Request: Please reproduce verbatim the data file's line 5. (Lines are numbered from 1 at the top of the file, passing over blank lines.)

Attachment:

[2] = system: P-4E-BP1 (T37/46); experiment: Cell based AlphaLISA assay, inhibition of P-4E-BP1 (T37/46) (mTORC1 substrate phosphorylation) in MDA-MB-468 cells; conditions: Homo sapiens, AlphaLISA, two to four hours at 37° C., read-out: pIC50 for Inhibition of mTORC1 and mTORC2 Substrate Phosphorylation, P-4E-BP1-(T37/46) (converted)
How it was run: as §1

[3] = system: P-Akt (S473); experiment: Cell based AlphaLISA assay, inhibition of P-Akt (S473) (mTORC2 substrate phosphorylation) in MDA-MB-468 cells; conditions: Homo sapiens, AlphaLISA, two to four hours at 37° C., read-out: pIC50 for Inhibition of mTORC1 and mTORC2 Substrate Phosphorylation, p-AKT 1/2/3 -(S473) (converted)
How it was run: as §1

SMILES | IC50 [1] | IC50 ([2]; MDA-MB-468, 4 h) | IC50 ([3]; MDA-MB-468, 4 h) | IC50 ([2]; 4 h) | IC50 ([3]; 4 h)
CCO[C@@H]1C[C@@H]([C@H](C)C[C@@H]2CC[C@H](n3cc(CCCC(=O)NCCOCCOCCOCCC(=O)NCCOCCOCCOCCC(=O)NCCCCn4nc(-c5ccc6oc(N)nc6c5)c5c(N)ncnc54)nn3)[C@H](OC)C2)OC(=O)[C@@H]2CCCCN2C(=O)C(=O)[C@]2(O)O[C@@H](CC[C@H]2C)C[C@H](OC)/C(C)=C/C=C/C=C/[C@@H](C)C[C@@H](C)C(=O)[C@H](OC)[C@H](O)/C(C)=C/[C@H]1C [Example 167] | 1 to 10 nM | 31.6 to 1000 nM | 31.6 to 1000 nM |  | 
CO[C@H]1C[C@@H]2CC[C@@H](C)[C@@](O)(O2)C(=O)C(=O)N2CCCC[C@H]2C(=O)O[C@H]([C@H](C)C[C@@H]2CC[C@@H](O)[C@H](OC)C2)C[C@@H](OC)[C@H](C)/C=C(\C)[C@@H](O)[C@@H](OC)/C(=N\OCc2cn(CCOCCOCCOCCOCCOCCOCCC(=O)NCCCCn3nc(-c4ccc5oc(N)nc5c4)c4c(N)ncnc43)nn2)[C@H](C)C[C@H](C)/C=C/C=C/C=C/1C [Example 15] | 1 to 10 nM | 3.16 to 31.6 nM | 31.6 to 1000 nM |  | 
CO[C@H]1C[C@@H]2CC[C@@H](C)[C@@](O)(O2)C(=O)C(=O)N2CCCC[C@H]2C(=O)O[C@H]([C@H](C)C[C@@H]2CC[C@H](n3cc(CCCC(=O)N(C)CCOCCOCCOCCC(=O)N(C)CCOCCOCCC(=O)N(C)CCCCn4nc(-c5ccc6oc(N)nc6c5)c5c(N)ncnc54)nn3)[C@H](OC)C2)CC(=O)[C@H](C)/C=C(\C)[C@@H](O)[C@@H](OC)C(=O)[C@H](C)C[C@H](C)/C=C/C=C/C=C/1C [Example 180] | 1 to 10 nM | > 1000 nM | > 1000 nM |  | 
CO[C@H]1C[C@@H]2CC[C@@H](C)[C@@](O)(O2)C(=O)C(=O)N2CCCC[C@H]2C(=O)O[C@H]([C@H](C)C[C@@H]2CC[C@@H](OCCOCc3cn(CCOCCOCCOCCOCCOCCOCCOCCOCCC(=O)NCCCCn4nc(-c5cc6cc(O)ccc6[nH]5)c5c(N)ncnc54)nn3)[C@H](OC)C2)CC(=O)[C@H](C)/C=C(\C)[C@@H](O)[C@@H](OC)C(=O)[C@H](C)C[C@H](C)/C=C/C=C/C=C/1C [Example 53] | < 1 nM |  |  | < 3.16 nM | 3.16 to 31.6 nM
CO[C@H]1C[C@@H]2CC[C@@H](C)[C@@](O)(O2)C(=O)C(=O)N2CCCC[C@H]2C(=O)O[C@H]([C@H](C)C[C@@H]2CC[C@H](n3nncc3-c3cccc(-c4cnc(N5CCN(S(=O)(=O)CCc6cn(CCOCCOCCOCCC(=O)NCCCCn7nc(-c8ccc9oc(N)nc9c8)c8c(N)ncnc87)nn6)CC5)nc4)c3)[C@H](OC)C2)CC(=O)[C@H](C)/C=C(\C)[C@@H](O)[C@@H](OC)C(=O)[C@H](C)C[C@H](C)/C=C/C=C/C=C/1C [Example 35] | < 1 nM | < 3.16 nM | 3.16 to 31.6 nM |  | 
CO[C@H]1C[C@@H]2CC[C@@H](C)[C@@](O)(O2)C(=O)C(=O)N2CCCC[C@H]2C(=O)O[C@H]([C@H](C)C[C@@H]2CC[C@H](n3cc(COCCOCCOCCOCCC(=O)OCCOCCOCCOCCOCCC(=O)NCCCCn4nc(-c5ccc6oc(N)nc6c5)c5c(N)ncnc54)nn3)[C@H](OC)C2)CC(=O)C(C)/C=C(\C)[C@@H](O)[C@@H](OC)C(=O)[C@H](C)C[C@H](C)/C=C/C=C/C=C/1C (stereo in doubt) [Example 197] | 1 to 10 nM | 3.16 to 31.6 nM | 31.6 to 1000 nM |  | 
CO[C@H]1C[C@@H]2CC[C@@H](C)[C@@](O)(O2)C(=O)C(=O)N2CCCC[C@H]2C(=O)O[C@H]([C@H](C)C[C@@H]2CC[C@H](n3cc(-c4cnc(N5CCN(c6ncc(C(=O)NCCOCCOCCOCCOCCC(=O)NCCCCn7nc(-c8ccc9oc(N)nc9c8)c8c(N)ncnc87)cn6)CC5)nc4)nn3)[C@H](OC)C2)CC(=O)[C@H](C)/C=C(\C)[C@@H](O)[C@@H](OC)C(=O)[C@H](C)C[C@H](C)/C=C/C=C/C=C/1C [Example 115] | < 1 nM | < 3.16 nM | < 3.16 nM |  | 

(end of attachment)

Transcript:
SMILES | IC50 [1] | IC50 ([2]; MDA-MB-468, 4 h) | IC50 ([3]; MDA-MB-468, 4 h) | IC50 ([2]; 4 h) | IC50 ([3]; 4 h)